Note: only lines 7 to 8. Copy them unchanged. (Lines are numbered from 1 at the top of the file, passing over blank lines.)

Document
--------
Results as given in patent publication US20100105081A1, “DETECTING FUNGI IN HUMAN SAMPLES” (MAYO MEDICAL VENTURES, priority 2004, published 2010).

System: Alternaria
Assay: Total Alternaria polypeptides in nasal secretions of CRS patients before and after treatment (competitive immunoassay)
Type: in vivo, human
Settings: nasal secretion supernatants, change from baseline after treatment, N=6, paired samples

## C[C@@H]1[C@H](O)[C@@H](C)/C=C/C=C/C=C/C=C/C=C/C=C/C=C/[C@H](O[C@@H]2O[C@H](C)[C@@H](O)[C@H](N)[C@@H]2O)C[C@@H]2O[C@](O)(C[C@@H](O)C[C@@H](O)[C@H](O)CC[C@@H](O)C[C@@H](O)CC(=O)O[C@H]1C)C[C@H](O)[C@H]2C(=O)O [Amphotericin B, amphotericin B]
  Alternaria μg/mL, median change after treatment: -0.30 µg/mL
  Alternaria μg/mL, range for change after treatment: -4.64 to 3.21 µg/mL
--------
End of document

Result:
  Alternaria μg/mL, median change after treatment: -0.30 µg/mL
  Alternaria μg/mL, range for change after treatment: -4.64 to 3.21 µg/mL